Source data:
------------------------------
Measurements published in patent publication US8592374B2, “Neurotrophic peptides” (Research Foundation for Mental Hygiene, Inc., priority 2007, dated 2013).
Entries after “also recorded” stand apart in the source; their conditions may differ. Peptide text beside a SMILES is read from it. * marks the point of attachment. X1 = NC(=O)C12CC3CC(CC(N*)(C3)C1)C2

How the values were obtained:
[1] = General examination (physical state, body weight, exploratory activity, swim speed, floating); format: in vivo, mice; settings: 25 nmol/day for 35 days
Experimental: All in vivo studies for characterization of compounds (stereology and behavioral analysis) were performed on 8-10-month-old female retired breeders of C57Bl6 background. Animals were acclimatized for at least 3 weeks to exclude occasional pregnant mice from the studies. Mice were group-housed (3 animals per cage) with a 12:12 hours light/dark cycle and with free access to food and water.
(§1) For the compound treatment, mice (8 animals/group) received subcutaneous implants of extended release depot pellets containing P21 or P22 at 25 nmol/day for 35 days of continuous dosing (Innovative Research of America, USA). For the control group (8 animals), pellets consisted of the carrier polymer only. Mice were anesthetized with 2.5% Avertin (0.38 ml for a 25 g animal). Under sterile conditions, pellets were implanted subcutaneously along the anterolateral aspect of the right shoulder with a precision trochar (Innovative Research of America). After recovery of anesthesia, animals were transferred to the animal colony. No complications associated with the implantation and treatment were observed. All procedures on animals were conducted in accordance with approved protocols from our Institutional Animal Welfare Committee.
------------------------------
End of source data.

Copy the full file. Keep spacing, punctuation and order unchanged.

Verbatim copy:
Measurements published in patent publication US8592374B2, “Neurotrophic peptides” (Research Foundation for Mental Hygiene, Inc., priority 2007, dated 2013).
Entries after “also recorded” stand apart in the source; their conditions may differ. Peptide text beside a SMILES is read from it. * marks the point of attachment. X1 = NC(=O)C12CC3CC(CC(N*)(C3)C1)C2

How the values were obtained:
[1] = General examination (physical state, body weight, exploratory activity, swim speed, floating); format: in vivo, mice; settings: 25 nmol/day for 35 days
Experimental: All in vivo studies for characterization of compounds (stereology and behavioral analysis) were performed on 8-10-month-old female retired breeders of C57Bl6 background. Animals were acclimatized for at least 3 weeks to exclude occasional pregnant mice from the studies. Mice were group-housed (3 animals per cage) with a 12:12 hours light/dark cycle and with free access to food and water.
(§1) For the compound treatment, mice (8 animals/group) received subcutaneous implants of extended release depot pellets containing P21 or P22 at 25 nmol/day for 35 days of continuous dosing (Innovative Research of America, USA). For the control group (8 animals), pellets consisted of the carrier polymer only. Mice were anesthetized with 2.5% Avertin (0.38 ml for a 25 g animal). Under sterile conditions, pellets were implanted subcutaneously along the anterolateral aspect of the right shoulder with a precision trochar (Innovative Research of America). After recovery of anesthesia, animals were transferred to the animal colony. No complications associated with the implantation and treatment were observed. All procedures on animals were conducted in accordance with approved protocols from our Institutional Animal Welfare Committee.